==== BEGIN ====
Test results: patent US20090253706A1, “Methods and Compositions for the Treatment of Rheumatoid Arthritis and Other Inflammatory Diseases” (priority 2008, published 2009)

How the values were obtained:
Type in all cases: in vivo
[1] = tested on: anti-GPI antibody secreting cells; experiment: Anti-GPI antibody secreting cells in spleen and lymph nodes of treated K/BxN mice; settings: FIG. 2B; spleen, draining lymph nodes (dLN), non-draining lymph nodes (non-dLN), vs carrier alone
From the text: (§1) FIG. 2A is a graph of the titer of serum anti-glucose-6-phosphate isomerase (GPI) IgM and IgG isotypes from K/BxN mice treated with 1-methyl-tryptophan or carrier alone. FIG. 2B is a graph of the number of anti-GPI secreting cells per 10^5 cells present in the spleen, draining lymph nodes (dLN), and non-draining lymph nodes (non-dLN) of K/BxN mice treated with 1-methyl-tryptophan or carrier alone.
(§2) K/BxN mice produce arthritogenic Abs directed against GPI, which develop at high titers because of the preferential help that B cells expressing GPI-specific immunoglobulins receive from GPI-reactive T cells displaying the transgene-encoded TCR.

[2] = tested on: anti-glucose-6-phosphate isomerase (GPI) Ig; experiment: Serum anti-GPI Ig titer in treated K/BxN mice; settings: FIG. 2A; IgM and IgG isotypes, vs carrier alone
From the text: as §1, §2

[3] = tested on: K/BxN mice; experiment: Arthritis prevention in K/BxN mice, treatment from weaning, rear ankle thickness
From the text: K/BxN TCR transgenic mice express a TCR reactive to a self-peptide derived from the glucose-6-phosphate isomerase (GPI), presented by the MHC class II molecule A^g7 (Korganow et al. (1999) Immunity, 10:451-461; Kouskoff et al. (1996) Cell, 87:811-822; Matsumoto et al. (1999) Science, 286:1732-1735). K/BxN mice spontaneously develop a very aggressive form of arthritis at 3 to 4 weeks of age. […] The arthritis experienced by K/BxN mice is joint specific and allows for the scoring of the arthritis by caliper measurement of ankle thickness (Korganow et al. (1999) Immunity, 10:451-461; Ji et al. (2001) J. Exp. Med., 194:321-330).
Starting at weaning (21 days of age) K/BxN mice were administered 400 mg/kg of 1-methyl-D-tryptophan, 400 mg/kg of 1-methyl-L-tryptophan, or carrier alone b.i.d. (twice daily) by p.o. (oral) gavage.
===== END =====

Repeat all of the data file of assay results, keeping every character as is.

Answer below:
Test results: patent US20090253706A1, “Methods and Compositions for the Treatment of Rheumatoid Arthritis and Other Inflammatory Diseases” (priority 2008, published 2009)

How the values were obtained:
Type in all cases: in vivo
[1] = tested on: anti-GPI antibody secreting cells; experiment: Anti-GPI antibody secreting cells in spleen and lymph nodes of treated K/BxN mice; settings: FIG. 2B; spleen, draining lymph nodes (dLN), non-draining lymph nodes (non-dLN), vs carrier alone
From the text: (§1) FIG. 2A is a graph of the titer of serum anti-glucose-6-phosphate isomerase (GPI) IgM and IgG isotypes from K/BxN mice treated with 1-methyl-tryptophan or carrier alone. FIG. 2B is a graph of the number of anti-GPI secreting cells per 10^5 cells present in the spleen, draining lymph nodes (dLN), and non-draining lymph nodes (non-dLN) of K/BxN mice treated with 1-methyl-tryptophan or carrier alone.
(§2) K/BxN mice produce arthritogenic Abs directed against GPI, which develop at high titers because of the preferential help that B cells expressing GPI-specific immunoglobulins receive from GPI-reactive T cells displaying the transgene-encoded TCR.

[2] = tested on: anti-glucose-6-phosphate isomerase (GPI) Ig; experiment: Serum anti-GPI Ig titer in treated K/BxN mice; settings: FIG. 2A; IgM and IgG isotypes, vs carrier alone
From the text: as §1, §2

[3] = tested on: K/BxN mice; experiment: Arthritis prevention in K/BxN mice, treatment from weaning, rear ankle thickness
From the text: K/BxN TCR transgenic mice express a TCR reactive to a self-peptide derived from the glucose-6-phosphate isomerase (GPI), presented by the MHC class II molecule A^g7 (Korganow et al. (1999) Immunity, 10:451-461; Kouskoff et al. (1996) Cell, 87:811-822; Matsumoto et al. (1999) Science, 286:1732-1735). K/BxN mice spontaneously develop a very aggressive form of arthritis at 3 to 4 weeks of age. […] The arthritis experienced by K/BxN mice is joint specific and allows for the scoring of the arthritis by caliper measurement of ankle thickness (Korganow et al. (1999) Immunity, 10:451-461; Ji et al. (2001) J. Exp. Med., 194:321-330).
Starting at weaning (21 days of age) K/BxN mice were administered 400 mg/kg of 1-methyl-D-tryptophan, 400 mg/kg of 1-methyl-L-tryptophan, or carrier alone b.i.d. (twice daily) by p.o. (oral) gavage.